Moving sales announce exodus of teachers

Scanning Nome’s buy and sell page on Facebook or reading daily email blasts regarding local announcements, one thing is clear: people are moving out of Nome.
Unfortunately for the Nome school district and local students, many of those movers happen to make up almost 40 percent of the teaching staff at Nome Public Schools.
As of this week, the official count came in at 21 teachers, out of a teaching staff of 54. There are also six classified staff members leaving.
Classified staff consists of non-contract employees such as office workers and instructional aides. Out of everyone leaving, only five people are official retirees: four retiring teachers and one classified staff member.
“With over 20 of 54 teachers in Nome Public Schools leaving after this school year, it is an unusual number of departures compared to previous years,” Superintendent Shawn Arnold told The Nome Nugget. “We are being more aggressive in our recruitment of effective educators in the coming year. However, with the growing shortage of qualified applicants around the state and nation, due to a trend of less people wanting to enter the teaching profession, we have to be much more proactive in hiring.”
So why is everyone leaving Nome, or at least the school district?
The most straightforward answer could be: Uncertainty. “The main reason many staff have given for leaving is an uncertainty of state and local funding from year to year,” said Superintendent Arnold. He explained that many of the departing staff never knew what programs or staff positions may be cut next, and were concerned about the lack of resources for their programs of study.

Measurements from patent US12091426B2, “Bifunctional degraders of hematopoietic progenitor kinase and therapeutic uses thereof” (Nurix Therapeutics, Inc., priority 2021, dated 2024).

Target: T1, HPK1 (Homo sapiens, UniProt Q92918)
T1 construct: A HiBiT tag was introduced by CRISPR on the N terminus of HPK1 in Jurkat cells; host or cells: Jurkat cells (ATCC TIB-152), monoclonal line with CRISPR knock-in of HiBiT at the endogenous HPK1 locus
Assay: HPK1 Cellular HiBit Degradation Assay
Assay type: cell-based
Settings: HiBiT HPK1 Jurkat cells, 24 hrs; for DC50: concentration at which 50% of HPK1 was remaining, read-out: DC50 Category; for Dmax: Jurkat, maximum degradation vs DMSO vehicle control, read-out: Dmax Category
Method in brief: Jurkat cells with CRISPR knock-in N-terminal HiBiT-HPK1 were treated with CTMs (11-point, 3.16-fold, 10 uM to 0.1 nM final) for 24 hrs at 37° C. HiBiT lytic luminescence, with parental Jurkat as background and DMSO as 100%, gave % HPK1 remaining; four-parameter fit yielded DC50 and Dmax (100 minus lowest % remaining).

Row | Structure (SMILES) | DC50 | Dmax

While a lack of educational funding is not a new problem for the NPS, the district remains confident that they can continue to deliver consistent instruction to their students. “We are assuming we will receive adequate funding from the state and city of Nome to continue providing the level of quality instruction our students have come to known,” said Superintendent Arnold.
The district will not know exactly what type of funding situation they are in until they receive a final contribution amount from the City of Nome. According to the superintendent, several positions that were not filled this year will not be filled out in the upcoming school year.
A shortage of teachers is a problem going on not just in Nome, but also around the nation. The need is great, and the selection is limited. To ramp up their efforts to widen the selection by increasing the number of “Nome Grown” teachers, the district is starting to create programs that make kids want to teach.
At Nome-Beltz, “Educators Rising” is a club that offers a forum for students who are interested in becoming teachers. The club also provides resources like scholarship competitions, course materials, and even teacher assistant positions. Although the club is a great springboard program for interested kids, the number of members is small compared to the need for teachers in the area.